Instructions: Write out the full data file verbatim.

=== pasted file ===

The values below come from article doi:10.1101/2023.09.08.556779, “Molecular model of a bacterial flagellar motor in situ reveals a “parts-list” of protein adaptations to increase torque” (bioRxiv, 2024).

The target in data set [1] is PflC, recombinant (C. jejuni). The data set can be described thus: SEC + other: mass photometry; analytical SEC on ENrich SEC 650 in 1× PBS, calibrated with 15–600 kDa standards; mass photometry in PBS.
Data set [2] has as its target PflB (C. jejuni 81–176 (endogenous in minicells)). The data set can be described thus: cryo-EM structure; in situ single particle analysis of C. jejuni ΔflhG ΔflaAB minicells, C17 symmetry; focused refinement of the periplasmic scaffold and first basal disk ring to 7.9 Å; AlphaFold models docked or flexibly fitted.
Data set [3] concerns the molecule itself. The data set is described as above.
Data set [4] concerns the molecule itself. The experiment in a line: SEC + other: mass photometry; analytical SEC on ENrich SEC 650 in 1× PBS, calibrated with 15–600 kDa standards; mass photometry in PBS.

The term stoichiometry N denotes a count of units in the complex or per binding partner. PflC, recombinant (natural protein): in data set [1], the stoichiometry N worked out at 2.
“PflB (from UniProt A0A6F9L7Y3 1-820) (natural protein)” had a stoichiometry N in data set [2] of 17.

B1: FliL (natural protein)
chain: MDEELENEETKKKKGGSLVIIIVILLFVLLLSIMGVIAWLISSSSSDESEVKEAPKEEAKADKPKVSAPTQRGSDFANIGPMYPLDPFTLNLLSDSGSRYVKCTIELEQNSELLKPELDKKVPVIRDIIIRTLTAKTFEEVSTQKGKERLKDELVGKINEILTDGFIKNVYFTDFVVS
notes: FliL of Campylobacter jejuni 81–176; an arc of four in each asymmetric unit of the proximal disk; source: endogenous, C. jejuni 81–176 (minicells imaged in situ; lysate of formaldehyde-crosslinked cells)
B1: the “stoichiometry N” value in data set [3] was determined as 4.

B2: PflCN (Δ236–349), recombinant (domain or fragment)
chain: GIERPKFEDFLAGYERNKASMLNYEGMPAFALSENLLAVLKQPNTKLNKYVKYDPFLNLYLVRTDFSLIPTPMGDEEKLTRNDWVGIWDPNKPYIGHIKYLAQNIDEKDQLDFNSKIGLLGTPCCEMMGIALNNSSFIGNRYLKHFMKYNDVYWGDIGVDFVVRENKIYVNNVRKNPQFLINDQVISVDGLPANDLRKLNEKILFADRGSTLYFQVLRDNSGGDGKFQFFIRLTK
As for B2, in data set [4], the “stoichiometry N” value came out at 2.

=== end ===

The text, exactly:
The values below come from article doi:10.1101/2023.09.08.556779, “Molecular model of a bacterial flagellar motor in situ reveals a “parts-list” of protein adaptations to increase torque” (bioRxiv, 2024).

The target in data set [1] is PflC, recombinant (C. jejuni). The data set can be described thus: SEC + other: mass photometry; analytical SEC on ENrich SEC 650 in 1× PBS, calibrated with 15–600 kDa standards; mass photometry in PBS.
Data set [2] has as its target PflB (C. jejuni 81–176 (endogenous in minicells)). The data set can be described thus: cryo-EM structure; in situ single particle analysis of C. jejuni ΔflhG ΔflaAB minicells, C17 symmetry; focused refinement of the periplasmic scaffold and first basal disk ring to 7.9 Å; AlphaFold models docked or flexibly fitted.
Data set [3] concerns the molecule itself. The data set is described as above.
Data set [4] concerns the molecule itself. The experiment in a line: SEC + other: mass photometry; analytical SEC on ENrich SEC 650 in 1× PBS, calibrated with 15–600 kDa standards; mass photometry in PBS.

The term stoichiometry N denotes a count of units in the complex or per binding partner. PflC, recombinant (natural protein): in data set [1], the stoichiometry N worked out at 2.
“PflB (from UniProt A0A6F9L7Y3 1-820) (natural protein)” had a stoichiometry N in data set [2] of 17.

B1: FliL (natural protein)
chain: MDEELENEETKKKKGGSLVIIIVILLFVLLLSIMGVIAWLISSSSSDESEVKEAPKEEAKADKPKVSAPTQRGSDFANIGPMYPLDPFTLNLLSDSGSRYVKCTIELEQNSELLKPELDKKVPVIRDIIIRTLTAKTFEEVSTQKGKERLKDELVGKINEILTDGFIKNVYFTDFVVS
notes: FliL of Campylobacter jejuni 81–176; an arc of four in each asymmetric unit of the proximal disk; source: endogenous, C. jejuni 81–176 (minicells imaged in situ; lysate of formaldehyde-crosslinked cells)
B1: the “stoichiometry N” value in data set [3] was determined as 4.

B2: PflCN (Δ236–349), recombinant (domain or fragment)
chain: GIERPKFEDFLAGYERNKASMLNYEGMPAFALSENLLAVLKQPNTKLNKYVKYDPFLNLYLVRTDFSLIPTPMGDEEKLTRNDWVGIWDPNKPYIGHIKYLAQNIDEKDQLDFNSKIGLLGTPCCEMMGIALNNSSFIGNRYLKHFMKYNDVYWGDIGVDFVVRENKIYVNNVRKNPQFLINDQVISVDGLPANDLRKLNEKILFADRGSTLYFQVLRDNSGGDGKFQFFIRLTK
As for B2, in data set [4], the “stoichiometry N” value came out at 2.